Here are five things I love about studying abroad at Westminster College in Utah, United States:
1. Outdoor Life
One thing I absolutely love is that there are so many possibilities for outdoor activities in Utah. My college offers different camping trips and hikes during the week so that you can discover the area and easily meet new people. If you want to plan a trip yourself, there are a lot of possibilities around Westminster College. Utah and the surrounding states have some of the most beautiful national parks in the world. Before classes began, my friends and I rented a car and discovered Yellowstone and luckily, we still have fall break and Thanksgiving holidays later this semester to discover even more amazing places. The next thing on the list are Grand Canyon, Bryce Canyon, and Zion National park. One thing to mention is that it can be really difficult to rent a car if you’re under 21, so be prepared for that!
The classes at my college are very different to the classes at home at Mälardalen University in Sweden. Some of the main differences are that the class sizes range between ten and twenty-five people, attendance is obligatory, and that you are assigned homework from your teachers. At the beginning this was very new to me, because the system in Sweden is totally different, but I also realized that this gives teachers the opportunity to use a lot of different learning approaches. In one of my marketing classes for example, we got a client from a startup to work with. Our task was to create a marketing plan for him and to give him advice on how to advance his business. Another thing I really like is that the teachers are always available for questions and that in most courses we do not use typical coursebooks/textbooks, but instead we read biographies and guides, which are lot more fun to read.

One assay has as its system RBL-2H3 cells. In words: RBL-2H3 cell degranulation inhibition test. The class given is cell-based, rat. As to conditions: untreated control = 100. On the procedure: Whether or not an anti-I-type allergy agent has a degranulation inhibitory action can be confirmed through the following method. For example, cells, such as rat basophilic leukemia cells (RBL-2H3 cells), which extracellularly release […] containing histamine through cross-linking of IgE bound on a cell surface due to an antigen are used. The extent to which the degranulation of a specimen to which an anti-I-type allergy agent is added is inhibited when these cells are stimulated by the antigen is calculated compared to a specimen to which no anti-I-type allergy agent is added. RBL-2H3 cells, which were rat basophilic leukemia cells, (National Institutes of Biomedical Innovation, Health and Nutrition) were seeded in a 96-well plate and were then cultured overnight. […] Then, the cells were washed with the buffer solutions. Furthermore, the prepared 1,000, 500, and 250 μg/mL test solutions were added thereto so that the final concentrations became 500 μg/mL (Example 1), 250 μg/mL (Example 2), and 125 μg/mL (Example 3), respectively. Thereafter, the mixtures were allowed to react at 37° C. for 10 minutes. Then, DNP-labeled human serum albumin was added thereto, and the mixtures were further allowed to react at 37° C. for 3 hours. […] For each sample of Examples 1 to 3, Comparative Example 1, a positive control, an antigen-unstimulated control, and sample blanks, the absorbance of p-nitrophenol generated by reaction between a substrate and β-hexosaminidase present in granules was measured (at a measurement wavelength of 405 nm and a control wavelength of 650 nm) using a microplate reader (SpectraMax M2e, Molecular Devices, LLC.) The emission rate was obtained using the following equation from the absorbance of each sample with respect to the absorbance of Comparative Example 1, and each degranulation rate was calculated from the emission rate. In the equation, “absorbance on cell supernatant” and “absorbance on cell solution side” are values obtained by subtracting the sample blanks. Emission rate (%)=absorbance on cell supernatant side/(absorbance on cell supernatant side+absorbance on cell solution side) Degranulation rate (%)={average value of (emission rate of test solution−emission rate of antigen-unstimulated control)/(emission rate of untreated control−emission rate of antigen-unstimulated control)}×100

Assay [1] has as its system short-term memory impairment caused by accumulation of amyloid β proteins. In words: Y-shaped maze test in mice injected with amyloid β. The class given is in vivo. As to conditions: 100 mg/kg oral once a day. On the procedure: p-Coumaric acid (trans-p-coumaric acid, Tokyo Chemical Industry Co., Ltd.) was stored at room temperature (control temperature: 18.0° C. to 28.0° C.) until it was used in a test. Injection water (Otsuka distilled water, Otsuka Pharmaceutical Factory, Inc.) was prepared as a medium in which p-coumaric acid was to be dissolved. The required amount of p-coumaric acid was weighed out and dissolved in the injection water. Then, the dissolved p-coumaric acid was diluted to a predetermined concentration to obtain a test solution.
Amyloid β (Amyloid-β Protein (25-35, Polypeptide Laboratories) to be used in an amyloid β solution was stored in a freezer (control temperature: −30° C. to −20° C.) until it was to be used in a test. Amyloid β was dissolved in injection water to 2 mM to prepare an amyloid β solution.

3. Campus and Events
In the first week I spent so much time on campus that I almost didn’t realize that there’s more to discover in the neighborhood. That’s because the campus has basically everything you need. There is a coffee shop, a cafeteria, a library with a beautiful view, a gym, a swimming pool, and so much more. Often there are also fairs and events on campus. Every few weeks there is an event on campus, where you can play games together, get food, listen to live music, and simply hang out with your friends. One on my favorite event so far was the disco skating night, where we went to a roller-skating rink and skated to 80s music. However, if you ever get bored on campus, you can easily go downtown and check out places like the capitol or the temple square.
4. “Hey, how are you?”
To be honest: when I first came to the U.S., I experience real culture shock. I think most of it was because I arrived two weeks before college started and had pretty bad jetlag and way too much time to analyze everything that happened around me. As some of you may know, most Scandinavian people (I am from Germany, but have lived two years in Sweden) do not like small talk, so I was not prepared for everybody to be so chatty. No matter where I went, everybody was so talkative and curious. It took a while to get used to this, but now I absolutely love it! It makes approaching people so much easier and the atmosphere in general so much more relaxed. Even though it was weird for me in the beginning, I am sure the reverse culture shock will be much worse.
5. College Housing
Since I have started my studies in Sweden I have always lived in my own apartment (which I share with my boyfriend), so I never had the opportunity to experience “real college life”. One thing I love about living on campus is that all my friends are only a few doors away, which makes it easy to meet up spontaneously. Our residence hall even has a basement, which is perfect for playing video games or having movie nights. For every floor there is a resident assistant, which plans events for the whole floor.
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